Somewhere in the collective imagination’s eye, the skyscrapers touch the heavens. The streets bustle with life and manic energy, steam rising from the Gotham-like back alleys and up to the gleaming windowed towers of Wall Street is when New York comes to mind. But there is so much more to the Empire State than simply a good slice on a busy city sidewalk or the fluorescent-lit chalk and grass and dirt of Yankee Stadium.
Firstly, New York is a large state, and most of what the state has to offer is miles and miles away from the concrete jungle of the five boroughs. Secondly, the state’s wealth of natural and historical landmarks are beautiful and embody every bit as much of the New Yorker spirit as Tony Bennett’s bowtie.
So, after taking in the lights of Times Square and having a box of cracker jacks at Citi Field, head north and east to some of these must-visit New York sites:
Saratoga National Historic Park: Saratoga was the site of one of the most significant early battles of the American Revolution. In 1777 American forces met the formidable British army on the battlefield near present-day Stillwater, NY, and prevailed over the King’s army, marking the first time a major British army had been forced to surrender. This was of the utmost importance to the morale of a young, struggling, insurgent Continental Army. Still, this victory also gained the nascent nation recognition as a rising, independent power from the rest of the world and signaled a new era in world relations. Visitors to this hallowed ground inside the Saratoga National Park can stand in a place where the world changed!
Martin Van Buren National Historic Site: Just up the road from Saratoga, travelers and history buffs can get a peek into a distinct slice of American obscura. Near Kinderhook, NY, the eighth president of the United States, Martin Van Buren, was born. Wily and a little unpredictable, often referred to as “the Red Fox of Kinderhook,” Van Buren was highly influential in his time though he is largely forgotten today. A principal founder of the Democratic party and a huge advocate for creating the National Treasury, Van Buren’s legacy is palpable to visitors to this national historic site. Stop in and walk the grounds of his beloved New York home.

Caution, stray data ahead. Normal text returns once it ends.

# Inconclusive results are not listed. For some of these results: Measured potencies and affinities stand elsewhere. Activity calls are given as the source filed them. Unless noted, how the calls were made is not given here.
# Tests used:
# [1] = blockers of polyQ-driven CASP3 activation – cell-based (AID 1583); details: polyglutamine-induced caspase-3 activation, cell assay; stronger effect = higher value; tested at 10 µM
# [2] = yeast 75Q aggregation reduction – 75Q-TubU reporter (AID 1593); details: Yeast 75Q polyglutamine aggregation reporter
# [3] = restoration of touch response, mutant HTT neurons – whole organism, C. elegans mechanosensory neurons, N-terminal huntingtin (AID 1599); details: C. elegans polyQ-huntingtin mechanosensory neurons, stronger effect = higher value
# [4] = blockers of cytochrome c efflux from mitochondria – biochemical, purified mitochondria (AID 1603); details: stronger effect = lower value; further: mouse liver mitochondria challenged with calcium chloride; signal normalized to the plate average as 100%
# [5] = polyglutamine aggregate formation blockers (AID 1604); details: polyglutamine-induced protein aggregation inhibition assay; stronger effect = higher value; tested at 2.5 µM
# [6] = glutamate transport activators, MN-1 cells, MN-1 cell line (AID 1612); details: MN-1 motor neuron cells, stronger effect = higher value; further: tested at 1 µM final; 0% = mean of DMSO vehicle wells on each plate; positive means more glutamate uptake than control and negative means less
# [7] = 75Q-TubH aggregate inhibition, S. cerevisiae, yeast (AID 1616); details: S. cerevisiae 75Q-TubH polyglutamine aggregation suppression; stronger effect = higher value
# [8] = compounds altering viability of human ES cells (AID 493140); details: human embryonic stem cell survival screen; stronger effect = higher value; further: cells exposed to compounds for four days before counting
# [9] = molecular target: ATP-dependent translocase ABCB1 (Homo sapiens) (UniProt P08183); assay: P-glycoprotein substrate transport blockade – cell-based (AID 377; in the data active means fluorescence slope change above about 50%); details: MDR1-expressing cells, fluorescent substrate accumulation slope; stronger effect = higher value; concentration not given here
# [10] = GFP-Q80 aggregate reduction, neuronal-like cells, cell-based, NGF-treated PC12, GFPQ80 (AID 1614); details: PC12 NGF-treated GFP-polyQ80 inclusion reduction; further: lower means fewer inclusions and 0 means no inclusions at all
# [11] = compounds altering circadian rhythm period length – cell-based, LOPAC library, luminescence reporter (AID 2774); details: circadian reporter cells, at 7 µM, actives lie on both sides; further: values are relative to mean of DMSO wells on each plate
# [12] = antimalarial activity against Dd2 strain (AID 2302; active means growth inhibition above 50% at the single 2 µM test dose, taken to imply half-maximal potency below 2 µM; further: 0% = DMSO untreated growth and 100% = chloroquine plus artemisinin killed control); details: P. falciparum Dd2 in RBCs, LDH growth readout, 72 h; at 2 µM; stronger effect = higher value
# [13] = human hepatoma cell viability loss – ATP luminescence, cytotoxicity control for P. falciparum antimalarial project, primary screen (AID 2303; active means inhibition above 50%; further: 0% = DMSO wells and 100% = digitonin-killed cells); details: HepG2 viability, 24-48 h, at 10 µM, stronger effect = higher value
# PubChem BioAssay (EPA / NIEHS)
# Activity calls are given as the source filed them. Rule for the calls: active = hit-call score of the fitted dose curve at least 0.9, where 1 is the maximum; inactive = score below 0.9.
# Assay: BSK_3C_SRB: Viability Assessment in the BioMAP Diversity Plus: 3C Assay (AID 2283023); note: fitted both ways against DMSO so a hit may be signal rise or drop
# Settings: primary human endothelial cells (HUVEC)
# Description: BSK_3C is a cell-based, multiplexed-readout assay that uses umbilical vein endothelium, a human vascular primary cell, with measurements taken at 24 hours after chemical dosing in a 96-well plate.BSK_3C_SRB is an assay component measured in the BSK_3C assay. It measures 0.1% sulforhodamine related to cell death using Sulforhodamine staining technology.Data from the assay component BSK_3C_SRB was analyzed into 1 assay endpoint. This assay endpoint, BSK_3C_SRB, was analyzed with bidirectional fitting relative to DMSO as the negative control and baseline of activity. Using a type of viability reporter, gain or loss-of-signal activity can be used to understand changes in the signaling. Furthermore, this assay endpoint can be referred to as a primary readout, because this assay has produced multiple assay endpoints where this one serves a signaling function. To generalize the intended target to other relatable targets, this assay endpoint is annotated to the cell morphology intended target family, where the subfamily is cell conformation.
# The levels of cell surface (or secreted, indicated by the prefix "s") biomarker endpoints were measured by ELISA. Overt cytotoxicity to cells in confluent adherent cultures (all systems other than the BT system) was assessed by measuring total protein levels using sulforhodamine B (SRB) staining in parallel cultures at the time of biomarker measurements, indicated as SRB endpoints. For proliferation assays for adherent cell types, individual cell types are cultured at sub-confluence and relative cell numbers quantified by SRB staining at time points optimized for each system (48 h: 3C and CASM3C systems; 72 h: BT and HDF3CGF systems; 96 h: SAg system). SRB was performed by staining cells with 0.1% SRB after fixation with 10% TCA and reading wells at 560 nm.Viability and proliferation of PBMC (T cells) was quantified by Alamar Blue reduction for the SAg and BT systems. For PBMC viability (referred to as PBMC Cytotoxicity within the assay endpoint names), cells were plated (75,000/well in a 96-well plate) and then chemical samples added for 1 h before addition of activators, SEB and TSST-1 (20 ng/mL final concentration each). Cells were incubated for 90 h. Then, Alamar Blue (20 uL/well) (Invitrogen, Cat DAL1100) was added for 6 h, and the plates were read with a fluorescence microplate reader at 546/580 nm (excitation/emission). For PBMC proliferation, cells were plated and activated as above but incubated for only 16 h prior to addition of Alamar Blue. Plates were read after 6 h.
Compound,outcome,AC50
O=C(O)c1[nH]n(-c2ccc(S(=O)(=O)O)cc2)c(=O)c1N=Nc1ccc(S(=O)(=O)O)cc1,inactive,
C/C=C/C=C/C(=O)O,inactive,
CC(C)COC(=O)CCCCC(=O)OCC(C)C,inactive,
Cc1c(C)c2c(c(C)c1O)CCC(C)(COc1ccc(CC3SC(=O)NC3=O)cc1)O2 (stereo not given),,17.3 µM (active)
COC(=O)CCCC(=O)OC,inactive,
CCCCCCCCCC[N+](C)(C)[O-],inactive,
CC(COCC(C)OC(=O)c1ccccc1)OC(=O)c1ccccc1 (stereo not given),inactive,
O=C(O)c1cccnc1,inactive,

Statue Of Liberty National Monument: Few images are as synonymous with freedom and the American Spirit as the Statue Of Liberty. She stands in New York Harbor as a beacon of hope to the “tired” and the “weary” of those searching for a new life and a brighter future. A gift of friendship from the people of France to a young country, Lady Liberty was dedicated on October 28, 1886, and later designated a national monument in 1924. Visitors can take the ferry over to Liberty Islands to learn more about her history and production or simply take in the wonder of the great lady who enlightens the world.
Fire Island National Seashore: Not too far from the shores of Lady Liberty’s Island lies a different breed of the National Park: Fire Island. Often referred to as a “coastal kaleidoscope” for its diversity of natural life, this barrier island near Patchogue, NY, is the perfect getaway from the big city. With its rolling waves, expansive sandy dunes, ancient forests and landmarks, and local wildlife, Fire Island has been a refuge for city dwellers and those seeking spiritual recentering and healing. Open year-round (and yes, accessible by car), visitors can learn a little more about the history of Long Island, visit the many local shops, or simply relax and breathe on Fire Island’s stunning beaches. There truly is something for everyone!